Faint, Lucy DixcartThe jacket is white. The title is in bold lower case centred in the top inch of the cover. The author's name is centred right at the bottom, same font but slightly smaller. In the middle of the jacket there is a line drawing of a woman, head and shoulders, eyes close. Her hair is either covered in flowers or made of flowers, and she could be wearing dangly earrings. This drawing is quite big and probably occupies about a third of the total jacket space. It is also placed centrally.

Wild Pressed Books, 2020    £4.50

The female physical at the office

As the blurb suggests, this pamphlet ranges over a number of themes ‘such as maternity, memories of student life, office politics, and reflections on beginnings and endings.’

I was particularly struck by three poems that bring a couple of these themes together, looking at the experience of returning after maternity leave (with a changed body) to male-dominated office life. It’s not the first time I’ve enjoyed reading poems about physical female experience, but I don’t think I’ve come across anyone else covering this exact ground before.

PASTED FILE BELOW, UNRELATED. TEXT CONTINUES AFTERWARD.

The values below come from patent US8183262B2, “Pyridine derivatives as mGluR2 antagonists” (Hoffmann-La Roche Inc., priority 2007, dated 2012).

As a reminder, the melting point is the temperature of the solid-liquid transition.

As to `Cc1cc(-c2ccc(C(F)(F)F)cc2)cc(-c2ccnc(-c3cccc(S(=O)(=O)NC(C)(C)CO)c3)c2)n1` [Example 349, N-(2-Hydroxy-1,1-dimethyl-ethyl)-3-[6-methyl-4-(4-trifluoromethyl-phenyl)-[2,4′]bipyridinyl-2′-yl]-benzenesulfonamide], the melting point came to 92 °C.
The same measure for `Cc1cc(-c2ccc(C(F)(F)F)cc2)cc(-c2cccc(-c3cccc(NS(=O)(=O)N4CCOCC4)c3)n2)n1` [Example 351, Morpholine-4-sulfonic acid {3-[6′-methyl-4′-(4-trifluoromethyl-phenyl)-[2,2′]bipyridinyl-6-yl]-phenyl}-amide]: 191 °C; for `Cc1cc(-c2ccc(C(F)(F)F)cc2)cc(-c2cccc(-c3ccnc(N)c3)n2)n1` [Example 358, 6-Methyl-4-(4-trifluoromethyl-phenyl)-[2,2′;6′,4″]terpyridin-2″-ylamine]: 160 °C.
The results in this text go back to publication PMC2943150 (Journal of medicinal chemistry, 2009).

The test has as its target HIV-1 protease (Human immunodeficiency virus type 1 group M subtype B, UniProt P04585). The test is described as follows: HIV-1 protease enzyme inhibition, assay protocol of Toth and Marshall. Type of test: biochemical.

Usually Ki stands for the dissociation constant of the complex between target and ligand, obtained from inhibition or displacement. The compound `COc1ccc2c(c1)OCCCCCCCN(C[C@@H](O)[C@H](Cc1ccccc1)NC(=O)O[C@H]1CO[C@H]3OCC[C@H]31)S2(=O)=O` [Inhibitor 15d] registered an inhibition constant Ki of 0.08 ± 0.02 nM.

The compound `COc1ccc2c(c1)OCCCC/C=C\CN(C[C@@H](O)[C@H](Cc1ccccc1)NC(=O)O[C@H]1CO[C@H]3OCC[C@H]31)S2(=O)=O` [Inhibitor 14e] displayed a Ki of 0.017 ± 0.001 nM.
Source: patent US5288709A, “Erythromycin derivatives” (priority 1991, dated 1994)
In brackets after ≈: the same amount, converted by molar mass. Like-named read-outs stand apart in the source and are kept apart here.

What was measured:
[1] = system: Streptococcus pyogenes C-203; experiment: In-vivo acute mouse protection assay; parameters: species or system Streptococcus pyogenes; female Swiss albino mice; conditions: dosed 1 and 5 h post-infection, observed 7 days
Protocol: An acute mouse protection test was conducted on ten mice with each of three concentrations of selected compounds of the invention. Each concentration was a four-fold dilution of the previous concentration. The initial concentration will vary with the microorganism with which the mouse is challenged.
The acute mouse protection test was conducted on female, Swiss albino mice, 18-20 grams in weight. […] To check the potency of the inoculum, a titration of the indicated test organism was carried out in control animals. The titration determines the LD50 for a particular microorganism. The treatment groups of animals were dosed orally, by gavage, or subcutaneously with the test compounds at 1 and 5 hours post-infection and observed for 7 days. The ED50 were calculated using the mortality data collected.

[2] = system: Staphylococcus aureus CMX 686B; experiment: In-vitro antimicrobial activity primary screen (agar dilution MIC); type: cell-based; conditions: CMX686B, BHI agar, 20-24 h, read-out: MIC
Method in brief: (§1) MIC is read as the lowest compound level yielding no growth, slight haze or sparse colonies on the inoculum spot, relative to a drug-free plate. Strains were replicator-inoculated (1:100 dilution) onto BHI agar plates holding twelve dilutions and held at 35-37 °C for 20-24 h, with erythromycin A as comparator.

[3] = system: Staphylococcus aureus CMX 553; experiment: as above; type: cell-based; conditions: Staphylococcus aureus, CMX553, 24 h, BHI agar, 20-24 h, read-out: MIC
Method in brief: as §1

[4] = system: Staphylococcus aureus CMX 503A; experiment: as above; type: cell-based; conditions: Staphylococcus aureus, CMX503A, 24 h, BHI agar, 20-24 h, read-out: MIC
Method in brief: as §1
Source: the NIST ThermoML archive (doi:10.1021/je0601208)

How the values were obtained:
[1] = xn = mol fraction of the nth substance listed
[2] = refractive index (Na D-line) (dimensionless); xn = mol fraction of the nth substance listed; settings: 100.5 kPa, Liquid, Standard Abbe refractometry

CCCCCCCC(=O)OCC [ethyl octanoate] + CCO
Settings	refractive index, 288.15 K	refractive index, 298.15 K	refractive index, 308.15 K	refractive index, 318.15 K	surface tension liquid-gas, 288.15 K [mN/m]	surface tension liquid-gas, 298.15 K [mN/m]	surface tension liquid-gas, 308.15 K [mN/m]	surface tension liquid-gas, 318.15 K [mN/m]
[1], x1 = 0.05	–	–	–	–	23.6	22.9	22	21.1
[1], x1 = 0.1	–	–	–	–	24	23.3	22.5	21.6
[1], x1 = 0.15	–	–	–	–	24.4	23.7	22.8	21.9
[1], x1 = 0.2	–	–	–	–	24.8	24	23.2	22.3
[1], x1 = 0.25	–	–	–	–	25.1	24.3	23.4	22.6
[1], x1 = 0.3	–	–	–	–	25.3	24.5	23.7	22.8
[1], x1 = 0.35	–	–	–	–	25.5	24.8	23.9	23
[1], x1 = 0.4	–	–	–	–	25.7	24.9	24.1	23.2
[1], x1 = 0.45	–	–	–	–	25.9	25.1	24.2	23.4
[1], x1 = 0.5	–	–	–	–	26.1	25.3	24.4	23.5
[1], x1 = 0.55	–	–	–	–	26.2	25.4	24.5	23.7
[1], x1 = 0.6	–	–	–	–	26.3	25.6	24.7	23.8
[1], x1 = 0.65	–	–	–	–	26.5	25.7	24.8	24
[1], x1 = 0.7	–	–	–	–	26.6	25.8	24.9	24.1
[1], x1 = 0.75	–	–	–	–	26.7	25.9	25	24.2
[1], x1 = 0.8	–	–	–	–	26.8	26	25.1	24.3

‘The Let-Down’ is about breast-feeding in general, opening with the words of a woman in authority in the world of motherhood outside work:

Your nipples, she says, are less than ideal.
You’re starving your baby, she says the punchline.
I’ll come back every day, she promises.

Similarly, in the workplace the speaker is diminished and scorned:

At work I occupy the cupboard. A door lock is vetoed
health and safety. My new hire reads of a breast milk café,
says he’s up for tit-flavoured ice cream.

In ‘The Man in a Suit Swooped Down’, the speaker is again overwhelmed and belittled: ‘He wrenched my volume low until I swallowed my voice.’ She sees this as happening because she is

too young, too female,
prone to milking myself in the stationery cupboard.

‘Return’ brings together the two sides of the speaker’s new life, starting:

The person returning is not
who she was before, even if she’s wearing the right clothes
(larger than last time) over damp breast pads

The poem goes on to explore this ‘off kilter’ but familiar world. It ends with the speaker ‘holding on until half past five when she can return’ to her new life at home.

I’m glad that we have poems like this, refusing to be silenced, reflecting the complexity of women’s changing lives, and how we are often more than one thing at once.

Ramona Herdman